FIG. 5 illustrates a decision feedback equaliser which comprises a feedforward filter section 16 and a feedback filter section 18 including a decision stage 20. The feedforward filter section 16 comprises a transversal filter formed by a tapped delay line 22. The taps are connected to respective multipliers 24 to 32 in which the signals derived are multiplied by respective weighting coefficients w0 to w4. The multiplier outputs are summed in an addition stage 34 from where the sum signal is supplied to a subtraction stage 36 in the feedback filter section 18. The feedback filter section 18 is essentially a recursive filter. The decision stage 20 is connected between an output of the subtraction stage 36 and an input to another tapped delay line or shift register 40. Decisions made by the stage 20 are derived on an output 42. Outputs from the respective taps of the delay line or stages of the shift register 40 are coupled to respective multipliers 44 to 52 in which the outputs are multiplied by the weighting coefficients w5 to w9. The outputs from the multipliers 44 to 52 are summed in an addition stage 54 whose output is connected to the subtraction stage 36.

The basic operation of the illustrated DFE is known and can be summarised by saying that the feedforward filter section 16 accepts the received input signal samples and produces a weighted sum of these input signal samples. This sum includes energy from the current input and from the preceding and following symbols. The feedback filter section 18 is driven by the preceding data decisions and in so doing cancels the effects of the preceding symbols on the current decision.

The decision stage 20 makes a decision based on the value of the signal at its input at a certain point in time. This is necessary because the energy in the transmitted pulse 10 is dispersed in time and is represented by the channel impulse response (FIG. 3).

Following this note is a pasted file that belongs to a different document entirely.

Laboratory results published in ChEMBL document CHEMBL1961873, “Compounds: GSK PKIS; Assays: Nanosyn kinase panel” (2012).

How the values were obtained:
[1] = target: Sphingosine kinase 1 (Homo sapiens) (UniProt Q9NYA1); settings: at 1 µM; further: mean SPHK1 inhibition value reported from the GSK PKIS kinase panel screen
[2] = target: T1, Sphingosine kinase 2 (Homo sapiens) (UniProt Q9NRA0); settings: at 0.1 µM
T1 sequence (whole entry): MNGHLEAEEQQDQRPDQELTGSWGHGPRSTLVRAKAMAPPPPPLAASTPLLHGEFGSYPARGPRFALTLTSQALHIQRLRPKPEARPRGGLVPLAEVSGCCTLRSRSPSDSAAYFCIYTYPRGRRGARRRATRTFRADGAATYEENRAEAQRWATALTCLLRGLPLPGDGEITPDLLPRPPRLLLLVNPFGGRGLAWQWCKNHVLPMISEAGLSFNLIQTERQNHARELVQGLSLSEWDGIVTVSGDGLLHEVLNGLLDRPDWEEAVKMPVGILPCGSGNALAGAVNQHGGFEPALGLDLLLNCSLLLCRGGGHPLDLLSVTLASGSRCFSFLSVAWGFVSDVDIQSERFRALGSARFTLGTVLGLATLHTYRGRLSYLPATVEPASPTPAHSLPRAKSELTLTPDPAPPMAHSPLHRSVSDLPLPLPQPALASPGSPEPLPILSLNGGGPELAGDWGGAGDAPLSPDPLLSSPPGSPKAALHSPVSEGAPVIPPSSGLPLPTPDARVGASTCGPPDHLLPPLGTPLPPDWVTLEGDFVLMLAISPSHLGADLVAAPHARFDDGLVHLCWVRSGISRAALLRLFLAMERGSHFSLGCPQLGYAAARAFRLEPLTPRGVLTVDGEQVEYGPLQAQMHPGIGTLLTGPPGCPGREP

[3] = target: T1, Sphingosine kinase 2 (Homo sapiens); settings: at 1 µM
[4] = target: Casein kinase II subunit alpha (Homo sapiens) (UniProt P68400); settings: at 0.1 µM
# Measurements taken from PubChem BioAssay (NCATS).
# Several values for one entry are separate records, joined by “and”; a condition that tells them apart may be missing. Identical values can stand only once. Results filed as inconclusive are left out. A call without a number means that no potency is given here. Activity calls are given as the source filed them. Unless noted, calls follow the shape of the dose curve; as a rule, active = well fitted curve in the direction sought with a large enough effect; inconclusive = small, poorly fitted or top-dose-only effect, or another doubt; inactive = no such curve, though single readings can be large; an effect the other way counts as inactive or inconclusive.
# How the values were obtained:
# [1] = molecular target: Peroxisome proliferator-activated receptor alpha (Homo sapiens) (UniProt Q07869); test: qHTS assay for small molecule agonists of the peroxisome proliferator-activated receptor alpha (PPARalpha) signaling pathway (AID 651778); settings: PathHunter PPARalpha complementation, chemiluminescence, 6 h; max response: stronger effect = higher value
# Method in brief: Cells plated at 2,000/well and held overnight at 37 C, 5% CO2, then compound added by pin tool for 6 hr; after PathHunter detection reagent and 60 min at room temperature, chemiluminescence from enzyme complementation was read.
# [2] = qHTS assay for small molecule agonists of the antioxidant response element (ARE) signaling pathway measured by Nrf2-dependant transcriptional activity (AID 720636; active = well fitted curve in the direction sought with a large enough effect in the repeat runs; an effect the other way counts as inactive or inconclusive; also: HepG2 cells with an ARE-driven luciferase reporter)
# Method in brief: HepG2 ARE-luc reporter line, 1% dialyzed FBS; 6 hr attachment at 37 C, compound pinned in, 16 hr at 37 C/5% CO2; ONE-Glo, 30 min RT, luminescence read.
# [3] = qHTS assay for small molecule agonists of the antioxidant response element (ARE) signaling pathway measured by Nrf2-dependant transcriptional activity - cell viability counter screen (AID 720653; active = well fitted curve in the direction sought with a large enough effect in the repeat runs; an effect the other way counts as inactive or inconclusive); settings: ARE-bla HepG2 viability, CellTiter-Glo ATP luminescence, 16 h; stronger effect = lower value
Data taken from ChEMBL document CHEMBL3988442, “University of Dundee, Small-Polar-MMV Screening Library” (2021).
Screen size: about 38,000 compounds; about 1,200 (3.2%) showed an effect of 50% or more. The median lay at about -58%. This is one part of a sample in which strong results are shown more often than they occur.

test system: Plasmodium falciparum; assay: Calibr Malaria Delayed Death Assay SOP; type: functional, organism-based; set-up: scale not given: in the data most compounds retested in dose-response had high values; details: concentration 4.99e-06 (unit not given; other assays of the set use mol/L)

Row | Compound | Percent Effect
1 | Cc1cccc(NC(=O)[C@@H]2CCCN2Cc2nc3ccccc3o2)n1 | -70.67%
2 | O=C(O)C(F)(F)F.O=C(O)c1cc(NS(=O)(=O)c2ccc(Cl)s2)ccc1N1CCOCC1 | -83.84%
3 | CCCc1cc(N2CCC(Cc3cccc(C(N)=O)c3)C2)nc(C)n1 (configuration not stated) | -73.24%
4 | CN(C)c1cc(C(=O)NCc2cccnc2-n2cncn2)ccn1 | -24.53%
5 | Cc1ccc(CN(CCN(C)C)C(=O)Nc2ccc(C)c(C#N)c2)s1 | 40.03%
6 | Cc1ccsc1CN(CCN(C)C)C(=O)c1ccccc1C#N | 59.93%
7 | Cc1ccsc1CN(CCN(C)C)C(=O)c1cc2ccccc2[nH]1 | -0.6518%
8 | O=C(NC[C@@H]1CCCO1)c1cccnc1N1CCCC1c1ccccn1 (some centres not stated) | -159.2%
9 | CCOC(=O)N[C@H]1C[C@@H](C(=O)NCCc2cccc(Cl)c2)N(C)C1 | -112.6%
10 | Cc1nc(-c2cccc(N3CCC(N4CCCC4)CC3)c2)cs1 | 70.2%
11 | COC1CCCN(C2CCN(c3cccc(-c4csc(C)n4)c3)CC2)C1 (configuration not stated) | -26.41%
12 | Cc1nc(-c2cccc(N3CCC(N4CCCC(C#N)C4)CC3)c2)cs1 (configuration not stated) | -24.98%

The said point in time is determined by the reference tap position (RTP) which serves as a synchronisation marker between the transmitter and the receiver. As mentioned in the preamble of the present specification in those situations where the channel impulse response is substantially constant such as in a telephone system which has a large signal to noise ratio the RTP is selected as being the peak in the channel impulse response. Sari discusses making the RTP adaptive to obtain the best result in fading conditions. The present invention is concerned with improving the performance of a DFE in a situation of changing channel impulse response and poor signal to noise ratio, the performance in this case being measured by comparing bit error rate (BER) with the signal to noise ratio (SNR) measured in dB. In the described embodiment of the present invention the reference tap position is selected to be the position at which the first acceptable pulse of a train associated with a symbol is located. Preferably the majority if not all the pulses in the train associated with the symbol are contained in the feedforward filter section 16. If the tapped delay line has a length corresponding to the number of pulses in the channel impulse response, then the first pulse and also the RTP will be at the far end of the feedforward filter section 16. By lining-up the RTP with the location of the first pulse of a symbol then a DFE can achieve a performance close to the theoretical optimum for a variable radio channel as predicted by J. Salz in an article "Optimum Mean-Square Decision Feedback Equalisation" The Bell System Technical Journal, Oct. 1973 pp 1341 to 1373. The tap weights w0 to w4 applied to the multipliers 24 to 32 in the illustrated example are trained dynamically to optimise the signal output of the DFE. In the event of the anticipated number of pulse samples in the channel impulse response being variable, say 5 or 6 pulses, then the tapped delay line 22 is made bigger and the tap weights are trained accordingly for example in the case of there only being 5 pulses in a channel impulse response then the RTP will be at the far end or the penultimate position from the far end, and the tap weight applied to the multiplier at either the near end or the far end, respectively, of the tapped delay line 22 would be very small or zero.